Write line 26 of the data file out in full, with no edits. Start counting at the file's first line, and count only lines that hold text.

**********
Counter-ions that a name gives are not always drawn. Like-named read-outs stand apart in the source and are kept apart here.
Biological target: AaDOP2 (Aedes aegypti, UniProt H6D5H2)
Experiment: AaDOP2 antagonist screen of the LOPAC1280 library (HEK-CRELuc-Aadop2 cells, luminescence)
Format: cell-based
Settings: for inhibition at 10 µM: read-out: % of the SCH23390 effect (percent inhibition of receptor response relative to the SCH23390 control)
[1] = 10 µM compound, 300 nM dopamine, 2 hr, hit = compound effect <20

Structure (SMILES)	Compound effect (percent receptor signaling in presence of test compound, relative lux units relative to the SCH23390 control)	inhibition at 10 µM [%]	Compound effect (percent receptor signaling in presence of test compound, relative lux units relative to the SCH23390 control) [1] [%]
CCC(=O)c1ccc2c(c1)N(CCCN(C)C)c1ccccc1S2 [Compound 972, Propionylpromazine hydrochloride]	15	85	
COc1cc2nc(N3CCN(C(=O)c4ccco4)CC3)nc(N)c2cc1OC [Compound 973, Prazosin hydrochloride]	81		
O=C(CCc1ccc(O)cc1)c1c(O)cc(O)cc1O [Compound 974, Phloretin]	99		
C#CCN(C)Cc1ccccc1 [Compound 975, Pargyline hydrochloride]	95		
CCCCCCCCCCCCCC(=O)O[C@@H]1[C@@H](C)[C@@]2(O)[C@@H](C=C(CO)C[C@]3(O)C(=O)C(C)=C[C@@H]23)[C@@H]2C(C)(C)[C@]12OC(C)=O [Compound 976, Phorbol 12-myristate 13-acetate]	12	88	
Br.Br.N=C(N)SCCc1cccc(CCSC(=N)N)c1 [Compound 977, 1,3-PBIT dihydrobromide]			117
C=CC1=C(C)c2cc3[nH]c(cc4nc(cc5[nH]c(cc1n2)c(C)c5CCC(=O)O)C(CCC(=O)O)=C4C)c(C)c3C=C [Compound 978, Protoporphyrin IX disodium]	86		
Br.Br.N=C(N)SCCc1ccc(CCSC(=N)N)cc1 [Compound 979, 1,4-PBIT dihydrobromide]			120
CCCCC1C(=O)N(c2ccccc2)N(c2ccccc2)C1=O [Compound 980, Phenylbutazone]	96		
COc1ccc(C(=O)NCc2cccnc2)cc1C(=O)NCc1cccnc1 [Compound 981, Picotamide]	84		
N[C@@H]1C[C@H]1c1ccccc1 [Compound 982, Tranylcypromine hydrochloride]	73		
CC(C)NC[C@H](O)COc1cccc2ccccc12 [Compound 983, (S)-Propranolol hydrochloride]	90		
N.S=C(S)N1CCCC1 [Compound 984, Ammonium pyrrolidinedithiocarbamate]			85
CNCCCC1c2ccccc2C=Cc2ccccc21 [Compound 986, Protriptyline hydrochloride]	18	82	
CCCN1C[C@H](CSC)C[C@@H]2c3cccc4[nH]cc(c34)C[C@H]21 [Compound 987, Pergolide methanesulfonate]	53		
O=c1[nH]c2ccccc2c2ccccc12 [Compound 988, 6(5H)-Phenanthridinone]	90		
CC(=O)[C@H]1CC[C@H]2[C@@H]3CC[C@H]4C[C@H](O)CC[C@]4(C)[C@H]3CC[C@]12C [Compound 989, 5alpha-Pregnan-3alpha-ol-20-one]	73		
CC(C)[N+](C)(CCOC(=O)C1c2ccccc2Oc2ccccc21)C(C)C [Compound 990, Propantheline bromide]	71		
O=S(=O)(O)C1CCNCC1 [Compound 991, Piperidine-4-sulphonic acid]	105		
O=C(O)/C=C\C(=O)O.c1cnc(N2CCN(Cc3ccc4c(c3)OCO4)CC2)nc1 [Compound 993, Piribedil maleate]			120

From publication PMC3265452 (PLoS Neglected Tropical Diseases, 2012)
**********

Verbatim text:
O=S(=O)(O)C1CCNCC1 [Compound 991, Piperidine-4-sulphonic acid]	105		